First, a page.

Speedy and elusive, Jack Schaaf had a sophomore football season at Springboro High School most receivers can only dream about. He stuffed his recruiting resume with 50 receptions, 785 yards receiving and eight touchdowns.
But midway through this past offseason, Panthers coach Ryan Wilhite envisioned even more from the 6-foot-2, 185 pounder. Rather than putting up even greater receiving numbers, Schaaf would switch to quarterback.
“Coach came to me and told me, ‘We’re going to have to have you step up big this year and lead this team.’ I said, ‘ I’ll gladly do it,’ and I’ve loved every second of it.”
So has Panthers Nation. At 3-0, Springboro is the surprise area Division I team through three weeks of the season. With Schaaf learning on the job, the Panthers passed a daunting Weeks 1-2 at Mason and Centerville. They followed with a convincing 34-14 defeat of Fairmont in their home opener last week.
Today, they’ll go for four straight wins at equally resurgent Sidney (2-1) in another Greater Western Ohio Conference crossover game.
Rebounding from 3-7
This is Wilhite’s seventh season at Springboro. The Panthers were on GWOC South title cruise control, winning three crowns from 2007-10. But they went sideways during last season’s 3-7 regression.
Wilhite sensed as much, took a hard look at the program and put a new spin on it.
“We analyzed every aspect of our program,” he said. “We made some changes philosophically as a coaching staff. It’s not that we didn’t think we weren’t doing things right up to that point, but we sure did tweak some points.”
Leadership and a strong senior class were missing. Not now. Wilhite and the staff insisted on better efforts for those intangibles. Taking that lead role is massive two-way lineman Sean Welsh, a 6-4, 280 pounder who has verbally committed to play at the University of Iowa.
There is a sense of urgency among the seniors, and that begins with Welsh. A devastating finisher at blocks, he’s a big reason Springboro is shooting for its first postseason as a Division I program.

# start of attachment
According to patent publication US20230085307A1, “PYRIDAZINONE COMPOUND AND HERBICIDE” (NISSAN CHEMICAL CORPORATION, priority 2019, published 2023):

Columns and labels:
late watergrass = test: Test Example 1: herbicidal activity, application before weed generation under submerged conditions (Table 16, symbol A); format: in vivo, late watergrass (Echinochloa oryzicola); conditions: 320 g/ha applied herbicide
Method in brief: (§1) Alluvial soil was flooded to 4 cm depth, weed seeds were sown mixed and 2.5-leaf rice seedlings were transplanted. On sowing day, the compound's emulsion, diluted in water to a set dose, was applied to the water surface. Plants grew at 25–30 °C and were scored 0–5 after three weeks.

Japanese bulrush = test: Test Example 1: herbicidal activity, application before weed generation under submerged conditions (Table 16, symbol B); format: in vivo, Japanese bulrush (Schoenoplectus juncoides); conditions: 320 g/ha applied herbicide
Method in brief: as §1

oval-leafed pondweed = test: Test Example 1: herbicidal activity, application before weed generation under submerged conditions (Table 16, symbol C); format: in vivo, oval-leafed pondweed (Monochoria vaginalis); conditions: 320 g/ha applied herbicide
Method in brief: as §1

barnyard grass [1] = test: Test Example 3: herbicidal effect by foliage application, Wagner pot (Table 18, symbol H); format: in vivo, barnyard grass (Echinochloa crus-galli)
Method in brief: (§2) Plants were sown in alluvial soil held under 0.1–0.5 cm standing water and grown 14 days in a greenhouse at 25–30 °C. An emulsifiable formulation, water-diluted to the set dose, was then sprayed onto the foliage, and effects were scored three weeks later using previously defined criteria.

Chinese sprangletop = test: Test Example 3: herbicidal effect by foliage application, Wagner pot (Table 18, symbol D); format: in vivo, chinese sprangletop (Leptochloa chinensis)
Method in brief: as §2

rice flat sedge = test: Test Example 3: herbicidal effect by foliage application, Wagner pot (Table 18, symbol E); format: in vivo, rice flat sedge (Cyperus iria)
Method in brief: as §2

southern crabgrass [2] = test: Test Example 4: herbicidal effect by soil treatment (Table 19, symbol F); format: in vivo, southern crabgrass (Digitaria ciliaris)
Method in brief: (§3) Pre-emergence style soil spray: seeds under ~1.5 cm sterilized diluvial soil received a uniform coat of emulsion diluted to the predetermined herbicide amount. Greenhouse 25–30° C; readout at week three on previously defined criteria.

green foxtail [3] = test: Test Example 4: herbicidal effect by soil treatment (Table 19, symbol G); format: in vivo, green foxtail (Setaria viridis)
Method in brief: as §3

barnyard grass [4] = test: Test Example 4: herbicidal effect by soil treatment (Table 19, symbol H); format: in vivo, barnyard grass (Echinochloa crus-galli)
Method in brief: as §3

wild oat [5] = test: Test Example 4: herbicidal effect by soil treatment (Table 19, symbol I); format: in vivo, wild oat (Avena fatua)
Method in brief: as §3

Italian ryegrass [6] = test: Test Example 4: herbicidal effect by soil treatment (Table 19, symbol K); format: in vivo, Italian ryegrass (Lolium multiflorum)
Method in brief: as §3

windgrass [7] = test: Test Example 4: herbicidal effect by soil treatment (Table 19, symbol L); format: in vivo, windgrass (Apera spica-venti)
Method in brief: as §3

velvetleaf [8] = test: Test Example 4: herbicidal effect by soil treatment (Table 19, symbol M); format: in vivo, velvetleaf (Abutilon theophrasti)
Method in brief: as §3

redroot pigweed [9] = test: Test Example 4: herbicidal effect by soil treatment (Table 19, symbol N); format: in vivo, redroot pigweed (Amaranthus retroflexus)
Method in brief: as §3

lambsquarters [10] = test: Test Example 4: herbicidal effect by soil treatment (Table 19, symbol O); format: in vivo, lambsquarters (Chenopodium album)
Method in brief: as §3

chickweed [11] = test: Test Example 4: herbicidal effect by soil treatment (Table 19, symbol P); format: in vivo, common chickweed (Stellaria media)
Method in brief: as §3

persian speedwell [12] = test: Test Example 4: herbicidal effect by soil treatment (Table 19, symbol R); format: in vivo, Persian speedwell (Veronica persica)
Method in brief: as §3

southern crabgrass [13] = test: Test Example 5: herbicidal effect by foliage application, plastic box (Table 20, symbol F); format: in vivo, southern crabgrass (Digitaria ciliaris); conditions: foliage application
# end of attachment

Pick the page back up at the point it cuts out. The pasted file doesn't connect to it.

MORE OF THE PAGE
“Leadership has been everything,” he said. “Our guys have really turned things around. It’s amazing what a difference that leadership makes. We try to treat every week like it’s the last.”
Following his lead
A natural runner, Schaaf’s switch to QB was key. His passing is respectable, but he’s thrown for just 307 yards and two TDs. Running is a different game; he leads the Panthers with 346 yards on 37 carries (9.7 average), good for five scores.
He was at his best against Centerville, completing 17 of 30 passes for two TDs.
With 13 catches for 225 yards (17.3), senior Jake Johnson is now the go-to receiver. That’s not a surprise; he had 49 catches last season.
“We had so much chemistry last year at wide receiver, it’s just transitioned to him at quarterback,” Johnson said. “It’s almost like we have a 12th man on the field. We’ve got someone who can pass it and run it as well.”
Traditionally dependent on a drop-back passer, Wilhite and his staff pulled the plug on that as soon as they committed to Schaaf.
“He’s a different quarterback than we’ve had in our system,” Wilhite said. “We felt as coaches, it was going to put us in a position where we had to challenge ourselves.
“Most coaches would say, what’s wrong with having a running quarterback? And there’s nothing; we’re finding that out now. We had to change what we do to suit his talents.”
Schaaf is all into playing QB now. The Panthers are following his lead.
“To be honest, I was nervous,” he said. “Now, I love it. I want to be the guy who they turn to. I’ve tried to show them that I can do it and I think they’ve grasped onto it. It’s meant a lot to me.”